Playing party politics with hyperlinks

From the ‘you can’t win’ department… Guido today picks up on a piece by Shane Greer last week, claiming that ‘Brown uses Downing Street (web)site to promote Labour’. And what incendiary partisan material are we talking about, precisely? An external hyperlink.
The No10 site has a page of Gordon Brown’s speeches. Or strictly, as it states in the page’s first line, non-political speeches. If you heard that Gordon Brown had made a speech, it’s the logical first place to look. But what if the speech had been made in a party-political capacity? It would be wrong for No10 to carry that speech on their website. And nobody’s suggesting otherwise.
So what do you do – present people with a dead end, or try and be helpful? It’s not as if they don’t (or rather, didn’t) make clear that you’re crossing the line from government to politics. As Shane’s screengrab shows, the link stated: ‘political speeches at the Labour Party website’. And in keeping with the site’s approach to external links, it opened in a new window. Hey, there’s even a page explaining why they have to be selective about the material they carry, with links to both the Ministerial and Civil Service Codes.
Shane asks: ‘What exactly is the justification for using taxpayer (sic) money to drive traffic to the Labour Party website?’ Well, there are two.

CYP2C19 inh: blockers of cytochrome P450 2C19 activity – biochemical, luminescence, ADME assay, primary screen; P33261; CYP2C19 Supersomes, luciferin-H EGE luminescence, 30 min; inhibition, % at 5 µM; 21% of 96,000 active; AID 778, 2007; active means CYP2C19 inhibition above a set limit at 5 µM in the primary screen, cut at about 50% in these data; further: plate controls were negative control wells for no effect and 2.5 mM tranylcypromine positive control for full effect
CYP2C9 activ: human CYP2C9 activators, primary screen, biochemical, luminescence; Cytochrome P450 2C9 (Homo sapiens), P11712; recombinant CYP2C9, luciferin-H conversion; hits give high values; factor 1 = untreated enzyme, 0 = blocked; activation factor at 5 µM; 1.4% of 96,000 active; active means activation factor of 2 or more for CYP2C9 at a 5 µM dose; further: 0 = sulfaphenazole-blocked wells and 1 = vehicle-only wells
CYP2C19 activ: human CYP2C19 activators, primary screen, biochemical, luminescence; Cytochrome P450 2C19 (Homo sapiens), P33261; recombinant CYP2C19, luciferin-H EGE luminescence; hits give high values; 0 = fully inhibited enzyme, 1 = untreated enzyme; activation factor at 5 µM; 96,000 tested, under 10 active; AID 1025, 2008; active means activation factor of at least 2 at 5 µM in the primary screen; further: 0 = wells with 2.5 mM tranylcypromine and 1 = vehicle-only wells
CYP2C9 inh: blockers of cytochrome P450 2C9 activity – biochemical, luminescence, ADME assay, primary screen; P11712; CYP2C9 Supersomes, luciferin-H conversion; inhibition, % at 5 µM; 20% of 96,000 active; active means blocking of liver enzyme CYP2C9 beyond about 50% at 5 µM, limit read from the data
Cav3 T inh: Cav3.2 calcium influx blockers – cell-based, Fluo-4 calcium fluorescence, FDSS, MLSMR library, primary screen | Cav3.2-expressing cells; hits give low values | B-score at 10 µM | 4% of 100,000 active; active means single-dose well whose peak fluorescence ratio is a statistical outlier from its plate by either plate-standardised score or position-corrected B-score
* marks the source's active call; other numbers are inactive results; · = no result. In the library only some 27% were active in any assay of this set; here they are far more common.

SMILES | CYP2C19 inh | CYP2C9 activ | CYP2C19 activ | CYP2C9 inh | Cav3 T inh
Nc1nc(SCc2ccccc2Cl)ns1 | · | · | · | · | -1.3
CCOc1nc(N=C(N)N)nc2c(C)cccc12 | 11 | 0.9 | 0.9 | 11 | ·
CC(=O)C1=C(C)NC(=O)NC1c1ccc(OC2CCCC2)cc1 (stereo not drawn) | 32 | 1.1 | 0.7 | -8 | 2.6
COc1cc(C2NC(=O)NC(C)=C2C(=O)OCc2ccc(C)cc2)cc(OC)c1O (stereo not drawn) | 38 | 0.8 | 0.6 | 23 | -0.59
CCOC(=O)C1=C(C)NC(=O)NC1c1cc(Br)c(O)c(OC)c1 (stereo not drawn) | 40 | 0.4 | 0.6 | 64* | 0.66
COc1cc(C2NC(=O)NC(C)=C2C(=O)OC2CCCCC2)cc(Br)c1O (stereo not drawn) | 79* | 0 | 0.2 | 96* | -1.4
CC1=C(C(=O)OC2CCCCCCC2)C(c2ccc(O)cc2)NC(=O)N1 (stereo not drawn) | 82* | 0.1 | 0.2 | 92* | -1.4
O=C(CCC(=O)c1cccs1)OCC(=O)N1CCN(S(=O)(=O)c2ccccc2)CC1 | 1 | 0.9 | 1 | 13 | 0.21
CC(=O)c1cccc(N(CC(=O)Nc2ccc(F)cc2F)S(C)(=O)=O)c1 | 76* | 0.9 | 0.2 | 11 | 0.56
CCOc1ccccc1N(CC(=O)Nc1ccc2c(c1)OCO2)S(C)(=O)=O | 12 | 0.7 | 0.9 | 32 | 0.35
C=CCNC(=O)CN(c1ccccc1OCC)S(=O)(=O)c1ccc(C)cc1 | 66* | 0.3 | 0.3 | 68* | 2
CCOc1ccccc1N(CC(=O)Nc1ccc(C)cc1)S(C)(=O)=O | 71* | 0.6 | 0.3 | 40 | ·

1. Good customer service. If you walk into a shop to buy something, and they’re out of stock, you expect the salesperson to suggest somewhere else you might try. It costs them a sale, but they do it because of plain common decency.
  2. More efficient use of taxpayers’ money. If you don’t tell people where else to look, they will contact you to ask. They will call the press office, or send emails. It’s much more time-consuming, and hence much more expensive, for a civil servant to have to respond personally to those calls and emails.

The link has now gone. Party politics 1, common sense 0.
But let’s not pretend this is a Labour thing. I worked in government comms as far back as 1995. People would call up, asking for speeches by Conservative ministers – notably during the party conferences, but not exclusively. We either produced a transcript scrubbed clean of party-political material; or we gave them the number for Conservative Central Office. It was the right thing to do. Were we using taxpayers’ money to help promote the Tory Party? By Shane’s argument, yes. Sorry.
Disclosure: Although I’m doing some work for/with the No10 web guys, I don’t have any inside knowledge of this matter. I haven’t spoken to them about it, and was not involved in this decision in any respect.
Disclaimer: Although I’m linking to their websites in the text above, I do not endorse the views expressed by Shane Greer or Guido Fawkes. My company, Puffbox Ltd, is not using its proceeds or resources to promote either Mr Greer or Mr Staines. Just so we’re clear.